With SPY do you see OTM assignment at expiration or on options with time left. There are two factors that might impact SPY assignment, one is that the person exercising the option wants actual shares (calls) or wants to close out a short position (puts) in those cases they might not care about the after hours moves. The other is assignment due to ex-dividend dates, this usually happens the evening before the ex-dividend date and usually is associated with ITM options. I doubt this is what you are seeing.


      • Hi Vance,

        Thanks for your reply. The SPX index issue was the same thing I was wondering what you described. I have asked several people but have not really got a clear answer. My assumption is whatever Yahoo Finance prints at 4:00pm for GSPC is the ultimate price the strike is compared against.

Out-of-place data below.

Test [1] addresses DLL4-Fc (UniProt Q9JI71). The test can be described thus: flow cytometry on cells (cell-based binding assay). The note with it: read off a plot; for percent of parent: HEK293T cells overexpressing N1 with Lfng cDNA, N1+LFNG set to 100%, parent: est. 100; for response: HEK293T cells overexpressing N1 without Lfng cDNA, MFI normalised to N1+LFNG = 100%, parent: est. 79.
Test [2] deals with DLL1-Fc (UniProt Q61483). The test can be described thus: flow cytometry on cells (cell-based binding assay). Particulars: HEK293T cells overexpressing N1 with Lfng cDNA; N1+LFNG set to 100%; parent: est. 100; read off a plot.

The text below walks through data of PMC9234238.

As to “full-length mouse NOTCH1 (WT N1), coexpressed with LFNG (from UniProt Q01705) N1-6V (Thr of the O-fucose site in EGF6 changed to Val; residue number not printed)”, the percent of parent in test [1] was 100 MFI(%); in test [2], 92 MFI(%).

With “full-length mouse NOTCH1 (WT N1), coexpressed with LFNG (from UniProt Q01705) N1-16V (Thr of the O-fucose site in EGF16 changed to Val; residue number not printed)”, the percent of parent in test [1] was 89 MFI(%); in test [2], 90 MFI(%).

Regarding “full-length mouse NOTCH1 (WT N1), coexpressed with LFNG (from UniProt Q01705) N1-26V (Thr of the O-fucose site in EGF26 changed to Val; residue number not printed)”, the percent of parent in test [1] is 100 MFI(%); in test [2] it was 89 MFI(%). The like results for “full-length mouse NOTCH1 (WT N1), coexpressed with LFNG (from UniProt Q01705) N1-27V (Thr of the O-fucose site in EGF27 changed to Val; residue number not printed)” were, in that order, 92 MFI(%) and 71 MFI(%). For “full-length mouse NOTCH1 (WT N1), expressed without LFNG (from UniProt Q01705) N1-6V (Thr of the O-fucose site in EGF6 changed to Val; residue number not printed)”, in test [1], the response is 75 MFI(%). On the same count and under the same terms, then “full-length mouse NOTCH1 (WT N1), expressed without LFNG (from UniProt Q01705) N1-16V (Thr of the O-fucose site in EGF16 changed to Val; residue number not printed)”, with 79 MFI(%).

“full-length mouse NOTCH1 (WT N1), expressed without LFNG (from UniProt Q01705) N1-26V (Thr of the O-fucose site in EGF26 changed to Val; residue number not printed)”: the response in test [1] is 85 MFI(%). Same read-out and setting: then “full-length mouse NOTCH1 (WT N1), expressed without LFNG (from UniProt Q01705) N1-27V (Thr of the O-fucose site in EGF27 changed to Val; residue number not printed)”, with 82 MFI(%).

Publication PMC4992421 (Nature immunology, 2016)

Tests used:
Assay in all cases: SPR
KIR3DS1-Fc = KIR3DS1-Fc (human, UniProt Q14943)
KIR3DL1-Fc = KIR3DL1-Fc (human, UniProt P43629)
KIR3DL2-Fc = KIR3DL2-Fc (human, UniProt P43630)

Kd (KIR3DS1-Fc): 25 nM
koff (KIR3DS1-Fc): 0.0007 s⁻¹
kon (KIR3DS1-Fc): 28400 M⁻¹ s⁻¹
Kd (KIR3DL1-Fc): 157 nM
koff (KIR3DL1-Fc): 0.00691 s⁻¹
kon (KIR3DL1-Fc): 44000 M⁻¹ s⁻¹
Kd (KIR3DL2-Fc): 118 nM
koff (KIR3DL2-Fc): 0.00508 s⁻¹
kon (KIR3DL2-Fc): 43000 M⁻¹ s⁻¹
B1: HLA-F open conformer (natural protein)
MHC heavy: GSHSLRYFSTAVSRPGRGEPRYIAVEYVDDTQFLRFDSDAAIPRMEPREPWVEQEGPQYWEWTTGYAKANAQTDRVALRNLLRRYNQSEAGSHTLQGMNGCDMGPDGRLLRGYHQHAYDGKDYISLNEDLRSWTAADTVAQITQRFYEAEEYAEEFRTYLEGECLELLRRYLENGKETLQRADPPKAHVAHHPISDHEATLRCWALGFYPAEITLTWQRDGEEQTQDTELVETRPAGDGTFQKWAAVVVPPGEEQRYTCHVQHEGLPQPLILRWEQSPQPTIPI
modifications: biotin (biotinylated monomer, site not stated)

With the SPY, the issue I was referring to was an after hours pin move. So if the SPY option expires that day at with a strike of 370 put and it is 370.20 at 4pm, it will be worthless technically. However, I have held short options past close on expiration day and it will continue to trade after 4pm and by 5pm, be $369.70

        I believe most brokers cut off at 5:30pm for options instructions, so there is that 1.5 hrs past 4 which your position can become in the money and be subjected to pinning. The SPX is appealing if such that immediately at 4pm that’s it even if there is some extreme event at 4:00:01 pm and the market drops 10%.